This part, taken on its own, seems
to be saying that those properties of matter mentioned in part (ii) are different depending on the reference point/observation location from which they are viewed. But the following part, below, seems to suggest that by "reference point" you mean the location of the matter/object, not of any observer. To clarify, which of these things do you mean by the terms "reference point" and "observation location" as used in (iv)?
(v) there are no "correct" or "preferred" reference points (objectively). There are simply different reference points.
This is the part which in the context of science would be called relativity. Not just Einstein's relativity, but the thing which is generally viewed as having started with Galileo and extended via Newton and electromagnetism to (the theories which are conventionally attributed to) Einstein (but obviously the name of the person that we happen to use to label ideas isn't relevant to analysis of those ideas). I think it's one of those ideas that has often been extended, metaphorically, to other realms, such as ethics. And metaphors, like any other models, can sometimes be strained beyond the manufacturer's recommended tolerances.
I think one way that the concept of relativity is sometimes misused, or at least strained, is when people say things like "everything is relative", as if the principle of relativity proposes that nothing can be said to be constant for all observers and that literally everything "just depends on your point of view". But the principle of relativity explicitly identifies those things that are
constant to all observers. That's its point. I think people who say "everything is relative" often completely miss that point. (I'm not saying you've done that. Just making a general point about misconceptions around relativity.)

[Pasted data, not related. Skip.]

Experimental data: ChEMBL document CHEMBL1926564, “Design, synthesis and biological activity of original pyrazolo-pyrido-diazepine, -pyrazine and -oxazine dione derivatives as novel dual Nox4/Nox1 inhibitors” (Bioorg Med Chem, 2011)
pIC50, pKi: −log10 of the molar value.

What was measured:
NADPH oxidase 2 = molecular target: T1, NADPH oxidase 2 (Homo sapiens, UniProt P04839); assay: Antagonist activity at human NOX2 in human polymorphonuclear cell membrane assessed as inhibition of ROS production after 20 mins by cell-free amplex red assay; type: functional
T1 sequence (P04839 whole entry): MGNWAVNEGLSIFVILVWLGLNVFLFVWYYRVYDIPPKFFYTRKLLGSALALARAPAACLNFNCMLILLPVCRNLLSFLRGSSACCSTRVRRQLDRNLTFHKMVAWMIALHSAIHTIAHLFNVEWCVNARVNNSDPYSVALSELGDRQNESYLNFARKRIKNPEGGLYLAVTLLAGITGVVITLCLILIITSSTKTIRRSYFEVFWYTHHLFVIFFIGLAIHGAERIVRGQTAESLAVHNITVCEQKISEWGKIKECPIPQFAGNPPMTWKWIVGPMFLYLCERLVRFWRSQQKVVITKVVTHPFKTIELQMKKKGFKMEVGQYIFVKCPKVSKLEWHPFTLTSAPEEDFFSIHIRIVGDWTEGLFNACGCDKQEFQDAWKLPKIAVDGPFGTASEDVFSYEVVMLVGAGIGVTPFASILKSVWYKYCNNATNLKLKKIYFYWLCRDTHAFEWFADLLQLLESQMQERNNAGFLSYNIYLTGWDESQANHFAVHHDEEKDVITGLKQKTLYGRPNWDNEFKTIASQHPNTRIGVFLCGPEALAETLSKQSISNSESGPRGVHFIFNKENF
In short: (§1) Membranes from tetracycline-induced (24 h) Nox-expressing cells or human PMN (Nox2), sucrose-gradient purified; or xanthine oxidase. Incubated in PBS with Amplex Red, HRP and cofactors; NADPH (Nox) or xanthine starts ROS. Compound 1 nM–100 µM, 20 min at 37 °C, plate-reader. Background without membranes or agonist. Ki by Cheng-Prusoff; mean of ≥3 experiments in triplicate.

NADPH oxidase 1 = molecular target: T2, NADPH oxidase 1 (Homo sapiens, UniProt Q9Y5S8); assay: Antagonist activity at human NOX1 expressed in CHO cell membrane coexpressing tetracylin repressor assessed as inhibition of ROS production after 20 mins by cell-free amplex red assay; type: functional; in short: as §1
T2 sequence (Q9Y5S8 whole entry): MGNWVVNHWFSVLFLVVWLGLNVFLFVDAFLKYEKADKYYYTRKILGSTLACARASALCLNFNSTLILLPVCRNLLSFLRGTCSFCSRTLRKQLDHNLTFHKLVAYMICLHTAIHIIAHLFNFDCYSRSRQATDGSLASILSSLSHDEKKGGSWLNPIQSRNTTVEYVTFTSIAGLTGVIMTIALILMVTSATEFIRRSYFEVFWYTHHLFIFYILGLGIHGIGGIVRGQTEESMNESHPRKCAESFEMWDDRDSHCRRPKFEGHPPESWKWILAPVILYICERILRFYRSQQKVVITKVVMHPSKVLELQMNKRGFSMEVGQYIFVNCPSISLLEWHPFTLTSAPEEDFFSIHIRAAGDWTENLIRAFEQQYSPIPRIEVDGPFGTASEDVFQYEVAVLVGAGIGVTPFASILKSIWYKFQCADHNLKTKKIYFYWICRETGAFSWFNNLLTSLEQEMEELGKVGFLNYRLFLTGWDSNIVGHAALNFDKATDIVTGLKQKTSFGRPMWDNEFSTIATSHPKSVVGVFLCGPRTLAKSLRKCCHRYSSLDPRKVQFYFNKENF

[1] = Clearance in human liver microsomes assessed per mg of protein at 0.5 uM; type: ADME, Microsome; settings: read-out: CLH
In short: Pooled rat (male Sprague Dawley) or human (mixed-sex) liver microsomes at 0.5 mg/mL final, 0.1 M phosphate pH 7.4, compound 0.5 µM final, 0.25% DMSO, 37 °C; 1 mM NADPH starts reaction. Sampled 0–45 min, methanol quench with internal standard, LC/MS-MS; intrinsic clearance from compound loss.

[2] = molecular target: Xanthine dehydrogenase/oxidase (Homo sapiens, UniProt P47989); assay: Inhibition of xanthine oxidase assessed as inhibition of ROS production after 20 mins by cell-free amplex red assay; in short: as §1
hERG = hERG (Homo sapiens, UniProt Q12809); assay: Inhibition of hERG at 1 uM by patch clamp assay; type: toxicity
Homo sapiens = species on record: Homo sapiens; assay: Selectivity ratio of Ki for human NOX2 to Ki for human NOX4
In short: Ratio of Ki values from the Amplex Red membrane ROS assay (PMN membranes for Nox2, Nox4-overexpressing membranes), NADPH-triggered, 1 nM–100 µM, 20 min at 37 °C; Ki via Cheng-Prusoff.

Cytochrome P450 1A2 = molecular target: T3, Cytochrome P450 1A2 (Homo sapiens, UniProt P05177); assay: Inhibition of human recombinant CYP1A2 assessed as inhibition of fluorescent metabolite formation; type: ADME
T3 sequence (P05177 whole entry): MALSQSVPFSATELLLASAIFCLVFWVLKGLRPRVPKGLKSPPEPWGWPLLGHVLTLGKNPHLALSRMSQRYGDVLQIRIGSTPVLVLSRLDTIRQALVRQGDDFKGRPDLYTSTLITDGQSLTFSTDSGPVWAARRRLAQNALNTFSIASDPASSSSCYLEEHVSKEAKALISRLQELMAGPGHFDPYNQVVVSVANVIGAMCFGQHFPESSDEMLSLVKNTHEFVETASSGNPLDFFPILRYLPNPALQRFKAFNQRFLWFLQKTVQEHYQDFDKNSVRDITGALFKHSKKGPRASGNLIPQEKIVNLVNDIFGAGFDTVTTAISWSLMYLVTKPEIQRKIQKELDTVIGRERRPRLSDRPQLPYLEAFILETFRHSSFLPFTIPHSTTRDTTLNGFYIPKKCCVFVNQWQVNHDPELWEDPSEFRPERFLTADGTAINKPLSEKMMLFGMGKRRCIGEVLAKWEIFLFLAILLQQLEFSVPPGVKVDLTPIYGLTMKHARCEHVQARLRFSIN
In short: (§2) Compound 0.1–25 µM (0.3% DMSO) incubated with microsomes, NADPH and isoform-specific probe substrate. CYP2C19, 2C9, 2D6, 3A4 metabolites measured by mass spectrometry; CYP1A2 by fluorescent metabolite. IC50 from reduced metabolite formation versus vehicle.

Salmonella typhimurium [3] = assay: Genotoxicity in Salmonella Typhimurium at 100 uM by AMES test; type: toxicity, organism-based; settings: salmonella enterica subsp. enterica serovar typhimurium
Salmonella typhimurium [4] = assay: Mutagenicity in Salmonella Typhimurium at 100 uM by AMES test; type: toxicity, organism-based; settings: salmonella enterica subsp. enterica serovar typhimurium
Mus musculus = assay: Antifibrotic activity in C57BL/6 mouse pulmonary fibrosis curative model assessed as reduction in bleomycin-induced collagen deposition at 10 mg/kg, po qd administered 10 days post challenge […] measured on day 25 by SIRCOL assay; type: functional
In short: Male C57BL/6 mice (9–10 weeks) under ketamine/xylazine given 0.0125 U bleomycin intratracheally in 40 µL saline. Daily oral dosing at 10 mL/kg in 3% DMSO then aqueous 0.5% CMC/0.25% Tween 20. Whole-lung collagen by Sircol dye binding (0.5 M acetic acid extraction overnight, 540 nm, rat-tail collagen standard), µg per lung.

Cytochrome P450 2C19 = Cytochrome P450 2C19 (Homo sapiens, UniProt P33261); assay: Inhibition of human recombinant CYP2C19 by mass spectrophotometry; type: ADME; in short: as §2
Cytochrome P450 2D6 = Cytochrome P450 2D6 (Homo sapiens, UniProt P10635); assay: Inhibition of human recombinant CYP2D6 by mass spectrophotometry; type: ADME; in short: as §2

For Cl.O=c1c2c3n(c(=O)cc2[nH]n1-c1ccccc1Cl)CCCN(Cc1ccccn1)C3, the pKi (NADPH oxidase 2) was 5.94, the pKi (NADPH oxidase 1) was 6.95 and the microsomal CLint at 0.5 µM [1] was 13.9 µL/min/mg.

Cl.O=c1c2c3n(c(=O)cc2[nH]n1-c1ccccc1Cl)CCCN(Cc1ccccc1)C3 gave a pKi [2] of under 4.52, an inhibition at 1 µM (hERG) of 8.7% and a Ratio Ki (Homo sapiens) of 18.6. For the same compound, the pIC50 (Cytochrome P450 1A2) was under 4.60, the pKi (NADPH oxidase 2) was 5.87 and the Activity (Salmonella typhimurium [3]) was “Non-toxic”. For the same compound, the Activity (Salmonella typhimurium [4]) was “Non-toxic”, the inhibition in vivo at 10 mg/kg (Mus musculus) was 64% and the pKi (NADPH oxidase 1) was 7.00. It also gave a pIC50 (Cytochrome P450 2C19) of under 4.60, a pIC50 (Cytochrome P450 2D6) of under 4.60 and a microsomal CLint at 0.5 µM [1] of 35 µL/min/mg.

So, it follows from all of this that the properties of anything, at the reference point of "being (part of) that thing" (so in other words, say that we're talking about something like an electron, the reference point in question would be the spatio-temporal location of the electron in question) are not accessible from a different reference point. In other words, the properties are different from a reference point that's not identical to the spatio-temporal location of the electron in question. And they'd be different from every different reference point.
What you seem
to be saying here is simply that two things that are otherwise the same as each other are different by virtue of being in different spatio-temporal locations. Is that what you're saying?
So it's not just the case that for brains, there are properties that are not "objectively accessible"--that is, that are not accessible from reference points that aren't the brain in question, but that's a truism for everything.
Ok. So you're saying that there are properties of every object (not just of brains) that are not accessible unless you are
that object. I think.